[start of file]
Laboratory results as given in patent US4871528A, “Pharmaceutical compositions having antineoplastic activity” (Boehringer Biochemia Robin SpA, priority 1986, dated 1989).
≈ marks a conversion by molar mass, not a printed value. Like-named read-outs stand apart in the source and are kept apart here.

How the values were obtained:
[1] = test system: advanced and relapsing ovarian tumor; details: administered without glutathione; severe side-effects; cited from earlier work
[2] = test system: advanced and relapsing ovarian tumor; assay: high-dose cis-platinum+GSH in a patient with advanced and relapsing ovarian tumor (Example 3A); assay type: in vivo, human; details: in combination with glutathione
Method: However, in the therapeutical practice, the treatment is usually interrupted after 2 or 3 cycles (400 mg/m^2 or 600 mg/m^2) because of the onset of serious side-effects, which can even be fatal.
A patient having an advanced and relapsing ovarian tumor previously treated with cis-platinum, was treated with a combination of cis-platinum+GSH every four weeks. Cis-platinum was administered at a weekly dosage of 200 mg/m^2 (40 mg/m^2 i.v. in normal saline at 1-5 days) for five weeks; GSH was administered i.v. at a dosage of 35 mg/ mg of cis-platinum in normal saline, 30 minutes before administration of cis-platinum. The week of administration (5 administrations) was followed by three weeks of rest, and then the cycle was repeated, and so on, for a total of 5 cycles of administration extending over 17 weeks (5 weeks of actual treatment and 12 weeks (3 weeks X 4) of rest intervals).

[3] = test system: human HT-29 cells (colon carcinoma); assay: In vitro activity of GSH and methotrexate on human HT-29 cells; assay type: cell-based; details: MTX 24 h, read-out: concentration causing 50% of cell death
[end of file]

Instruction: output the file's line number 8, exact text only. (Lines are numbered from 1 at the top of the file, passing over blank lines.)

[3] = test system: human HT-29 cells (colon carcinoma); assay: In vitro activity of GSH and methotrexate on human HT-29 cells; assay type: cell-based; details: MTX 24 h, read-out: concentration causing 50% of cell death